From the editor: December 13, 2013

Lucy of Syracuse
Lucy of Syracuse

Lucy & the Light

Today is the Commemoration of the Martyr Lucy of Syracuse, who witnessed to Christ near the end of the third century in Sicily. The picture is from the interior of the Sant'Apollinare Nuovo, Ravenna, Italy, a sixth-century mosaic in which Lucy is included with other martyrs (Cecilia, Crispina, et al).

In the old Julian Calendar, Dec. 13 was closer to the winter solstice, which may be why Lucy, or Lucia from the word for light, became popular in darkest Scandinavia, where the custom on Dec. 13 was for oldest daughter to awaken her family while wearing a wreath of lit candles.

But my thoughts also turn to light today because I've been reading a lot about light recently. Light is the first creation from God's spoken word: "Let there be light." What exactly is light? It baffled the ancients and still baffles physicists. It behaves as both particle and wave. It is not reducible to component parts—the notion of photon is useful to describe what seems to be a "packet of energy" released when an orbiting electron drops into a lower orbit in an atom. The math works, but light is still mysterious: it travels at the same speed relative to any observer regardless of the speed of the observer. (Think of a car going 60 passing me while I am going 55—it will appear to be going 5 mph relative to me: this is not the case with light.) Light simply is its own thing, and not reducible to the mechanics of normal particles nor tied to the mechanics of space-time.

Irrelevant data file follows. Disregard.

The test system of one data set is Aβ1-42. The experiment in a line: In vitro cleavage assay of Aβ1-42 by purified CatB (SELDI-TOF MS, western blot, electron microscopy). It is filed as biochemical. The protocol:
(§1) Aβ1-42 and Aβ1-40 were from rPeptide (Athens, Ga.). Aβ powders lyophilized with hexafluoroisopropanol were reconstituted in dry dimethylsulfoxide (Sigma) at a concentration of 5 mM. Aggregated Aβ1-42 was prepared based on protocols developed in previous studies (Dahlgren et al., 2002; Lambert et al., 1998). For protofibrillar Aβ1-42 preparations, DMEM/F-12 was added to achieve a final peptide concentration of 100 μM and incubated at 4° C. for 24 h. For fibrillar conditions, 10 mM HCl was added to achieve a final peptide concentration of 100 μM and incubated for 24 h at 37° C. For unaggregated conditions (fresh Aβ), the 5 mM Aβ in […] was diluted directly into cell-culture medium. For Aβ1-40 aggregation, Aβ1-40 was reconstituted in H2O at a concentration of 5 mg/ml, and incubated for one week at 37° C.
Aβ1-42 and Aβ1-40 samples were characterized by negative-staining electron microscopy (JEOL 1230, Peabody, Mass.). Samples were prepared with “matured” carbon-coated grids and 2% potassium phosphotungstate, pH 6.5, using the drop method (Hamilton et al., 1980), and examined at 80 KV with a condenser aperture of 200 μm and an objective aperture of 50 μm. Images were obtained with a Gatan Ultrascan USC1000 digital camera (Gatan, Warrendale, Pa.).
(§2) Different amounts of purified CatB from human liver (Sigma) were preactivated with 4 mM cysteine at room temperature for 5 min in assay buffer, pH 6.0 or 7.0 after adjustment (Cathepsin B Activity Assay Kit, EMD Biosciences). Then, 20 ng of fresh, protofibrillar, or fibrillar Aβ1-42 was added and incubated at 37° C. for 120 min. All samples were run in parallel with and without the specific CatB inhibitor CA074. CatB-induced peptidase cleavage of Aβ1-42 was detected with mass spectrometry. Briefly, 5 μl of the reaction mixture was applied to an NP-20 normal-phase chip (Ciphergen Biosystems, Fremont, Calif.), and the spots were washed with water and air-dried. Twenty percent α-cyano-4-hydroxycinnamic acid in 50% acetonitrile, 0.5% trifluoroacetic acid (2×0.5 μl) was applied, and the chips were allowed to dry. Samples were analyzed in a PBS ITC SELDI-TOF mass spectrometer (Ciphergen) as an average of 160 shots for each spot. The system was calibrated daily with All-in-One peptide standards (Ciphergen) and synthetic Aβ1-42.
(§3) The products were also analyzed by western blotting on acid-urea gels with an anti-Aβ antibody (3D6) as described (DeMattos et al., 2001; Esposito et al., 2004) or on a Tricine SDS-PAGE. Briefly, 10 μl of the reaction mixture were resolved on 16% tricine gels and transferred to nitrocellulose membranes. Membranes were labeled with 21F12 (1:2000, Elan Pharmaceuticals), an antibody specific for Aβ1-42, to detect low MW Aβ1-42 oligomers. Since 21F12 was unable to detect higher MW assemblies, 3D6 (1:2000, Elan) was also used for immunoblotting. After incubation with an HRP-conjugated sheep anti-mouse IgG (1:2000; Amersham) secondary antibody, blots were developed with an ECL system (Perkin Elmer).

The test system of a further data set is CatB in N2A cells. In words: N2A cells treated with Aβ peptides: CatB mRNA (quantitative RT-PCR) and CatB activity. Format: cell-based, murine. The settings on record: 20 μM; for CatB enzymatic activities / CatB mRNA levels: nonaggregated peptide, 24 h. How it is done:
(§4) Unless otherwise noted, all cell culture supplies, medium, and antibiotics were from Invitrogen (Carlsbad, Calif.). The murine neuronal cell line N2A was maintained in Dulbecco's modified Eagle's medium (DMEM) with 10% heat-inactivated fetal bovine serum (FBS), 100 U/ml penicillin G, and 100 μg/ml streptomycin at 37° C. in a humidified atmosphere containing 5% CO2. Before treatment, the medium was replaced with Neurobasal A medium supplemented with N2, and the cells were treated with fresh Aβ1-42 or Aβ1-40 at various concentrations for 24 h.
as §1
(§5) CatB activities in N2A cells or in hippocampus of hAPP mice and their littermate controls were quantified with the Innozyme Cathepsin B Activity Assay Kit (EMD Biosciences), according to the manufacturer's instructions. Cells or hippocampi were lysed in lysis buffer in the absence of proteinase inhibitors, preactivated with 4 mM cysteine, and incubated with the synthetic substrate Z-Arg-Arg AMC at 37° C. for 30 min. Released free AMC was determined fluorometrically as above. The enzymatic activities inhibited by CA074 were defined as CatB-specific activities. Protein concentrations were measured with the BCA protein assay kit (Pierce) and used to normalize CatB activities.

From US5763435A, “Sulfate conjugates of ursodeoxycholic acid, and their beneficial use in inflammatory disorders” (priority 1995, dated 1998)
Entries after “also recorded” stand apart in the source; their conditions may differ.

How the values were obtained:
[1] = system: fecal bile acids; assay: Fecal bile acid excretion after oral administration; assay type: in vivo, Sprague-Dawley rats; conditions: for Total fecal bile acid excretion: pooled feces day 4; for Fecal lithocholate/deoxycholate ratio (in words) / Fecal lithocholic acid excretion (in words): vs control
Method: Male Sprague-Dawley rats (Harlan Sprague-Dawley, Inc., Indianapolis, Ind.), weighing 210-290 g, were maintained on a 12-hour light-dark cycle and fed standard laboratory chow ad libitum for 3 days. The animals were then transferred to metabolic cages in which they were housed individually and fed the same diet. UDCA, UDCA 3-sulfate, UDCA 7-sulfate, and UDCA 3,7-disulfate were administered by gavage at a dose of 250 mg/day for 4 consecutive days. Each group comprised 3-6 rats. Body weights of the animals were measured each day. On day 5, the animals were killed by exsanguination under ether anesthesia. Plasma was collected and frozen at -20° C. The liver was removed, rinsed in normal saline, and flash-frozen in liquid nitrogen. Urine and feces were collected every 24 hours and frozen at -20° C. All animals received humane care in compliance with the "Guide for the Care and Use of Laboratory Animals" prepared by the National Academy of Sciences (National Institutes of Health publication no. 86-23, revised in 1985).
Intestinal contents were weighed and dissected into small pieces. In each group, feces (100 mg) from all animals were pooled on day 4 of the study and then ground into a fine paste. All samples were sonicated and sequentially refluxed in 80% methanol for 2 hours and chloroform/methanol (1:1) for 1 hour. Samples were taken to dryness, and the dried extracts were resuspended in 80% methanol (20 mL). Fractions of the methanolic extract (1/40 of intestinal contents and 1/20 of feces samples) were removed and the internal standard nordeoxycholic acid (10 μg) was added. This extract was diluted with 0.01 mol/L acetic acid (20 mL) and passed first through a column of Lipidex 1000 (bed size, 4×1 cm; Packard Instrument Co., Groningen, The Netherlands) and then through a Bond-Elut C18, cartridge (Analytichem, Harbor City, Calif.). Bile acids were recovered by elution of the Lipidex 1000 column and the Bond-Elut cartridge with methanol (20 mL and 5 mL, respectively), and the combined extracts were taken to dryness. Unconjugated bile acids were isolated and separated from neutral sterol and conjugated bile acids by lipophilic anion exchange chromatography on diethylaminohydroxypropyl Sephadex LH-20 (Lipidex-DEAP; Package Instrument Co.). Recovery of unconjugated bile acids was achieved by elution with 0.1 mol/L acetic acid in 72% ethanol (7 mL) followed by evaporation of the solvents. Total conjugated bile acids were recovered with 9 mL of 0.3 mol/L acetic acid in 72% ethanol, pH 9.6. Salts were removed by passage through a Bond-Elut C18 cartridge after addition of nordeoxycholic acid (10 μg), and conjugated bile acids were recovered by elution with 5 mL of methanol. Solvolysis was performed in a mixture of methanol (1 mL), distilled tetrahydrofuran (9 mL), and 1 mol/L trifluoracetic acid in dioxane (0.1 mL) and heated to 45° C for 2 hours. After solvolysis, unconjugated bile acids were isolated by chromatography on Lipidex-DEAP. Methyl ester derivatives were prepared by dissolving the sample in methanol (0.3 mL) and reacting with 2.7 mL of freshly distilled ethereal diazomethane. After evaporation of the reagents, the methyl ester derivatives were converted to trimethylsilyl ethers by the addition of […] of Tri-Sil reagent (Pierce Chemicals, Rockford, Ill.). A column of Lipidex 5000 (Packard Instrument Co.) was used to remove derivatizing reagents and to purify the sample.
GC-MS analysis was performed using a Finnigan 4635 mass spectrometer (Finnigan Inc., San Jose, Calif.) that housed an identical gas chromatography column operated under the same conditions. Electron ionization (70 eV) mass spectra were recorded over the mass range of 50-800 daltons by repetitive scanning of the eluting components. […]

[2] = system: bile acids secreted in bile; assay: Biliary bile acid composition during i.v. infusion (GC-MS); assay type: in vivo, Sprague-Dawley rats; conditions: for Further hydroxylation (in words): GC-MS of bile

Light strikes me as a mirror of the infinite: you can move faster and faster but never catch up to it in the same way that you cannot catch up to an infinity of numbers, no matter how many numbers you "travel"—you should be getting closer to infinity but you are separated by the same infinite "distance." We are finite, but God dwells in unapproachable light, says St. Paul. How did he know this? Perhaps from reading Psalm 104:2: "He covers himself with light as with a garment." Unapproachable gets at that idea of us finite creatures trying to reach the Infinite. And yet...

The great mystery we are preparing to celebrate this month is the Birth of Immanuel, God With Us. The Infinite allows us to catch up by reaching down—the Infinite God becomes Incarnate, finite, enfleshed, subjected to human experience, except for sin:

In him was life; and the life was the light of men. And the light shineth in the darkness, and the darkness comprehended it not...[He] was the true Light, that enlighteneth every man that cometh into the world. (John 1:4-5, 9)

So, in these dark times, let us always keep turning toward the Light! And, speaking of true light, please read "Into the Light," a Christmas meditation for you by Anthony Esolen.

—James M. Kushiner